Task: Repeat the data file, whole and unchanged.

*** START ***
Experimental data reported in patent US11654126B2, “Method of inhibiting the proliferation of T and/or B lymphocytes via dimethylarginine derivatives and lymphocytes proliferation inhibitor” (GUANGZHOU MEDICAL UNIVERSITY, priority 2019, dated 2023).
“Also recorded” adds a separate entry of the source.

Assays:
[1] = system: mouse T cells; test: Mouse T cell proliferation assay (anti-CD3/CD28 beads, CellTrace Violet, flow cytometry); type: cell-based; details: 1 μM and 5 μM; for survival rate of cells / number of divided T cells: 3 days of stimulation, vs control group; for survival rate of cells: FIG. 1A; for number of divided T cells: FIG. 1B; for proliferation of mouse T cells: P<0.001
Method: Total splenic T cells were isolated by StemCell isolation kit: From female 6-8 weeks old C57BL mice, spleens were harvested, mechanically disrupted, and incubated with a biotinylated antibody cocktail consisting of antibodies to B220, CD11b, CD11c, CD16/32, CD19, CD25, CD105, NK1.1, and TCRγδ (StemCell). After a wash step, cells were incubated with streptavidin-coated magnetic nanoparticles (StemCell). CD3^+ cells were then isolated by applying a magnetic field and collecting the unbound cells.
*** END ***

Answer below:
Experimental data reported in patent US11654126B2, “Method of inhibiting the proliferation of T and/or B lymphocytes via dimethylarginine derivatives and lymphocytes proliferation inhibitor” (GUANGZHOU MEDICAL UNIVERSITY, priority 2019, dated 2023).
“Also recorded” adds a separate entry of the source.

Assays:
[1] = system: mouse T cells; test: Mouse T cell proliferation assay (anti-CD3/CD28 beads, CellTrace Violet, flow cytometry); type: cell-based; details: 1 μM and 5 μM; for survival rate of cells / number of divided T cells: 3 days of stimulation, vs control group; for survival rate of cells: FIG. 1A; for number of divided T cells: FIG. 1B; for proliferation of mouse T cells: P<0.001
Method: Total splenic T cells were isolated by StemCell isolation kit: From female 6-8 weeks old C57BL mice, spleens were harvested, mechanically disrupted, and incubated with a biotinylated antibody cocktail consisting of antibodies to B220, CD11b, CD11c, CD16/32, CD19, CD25, CD105, NK1.1, and TCRγδ (StemCell). After a wash step, cells were incubated with streptavidin-coated magnetic nanoparticles (StemCell). CD3^+ cells were then isolated by applying a magnetic field and collecting the unbound cells.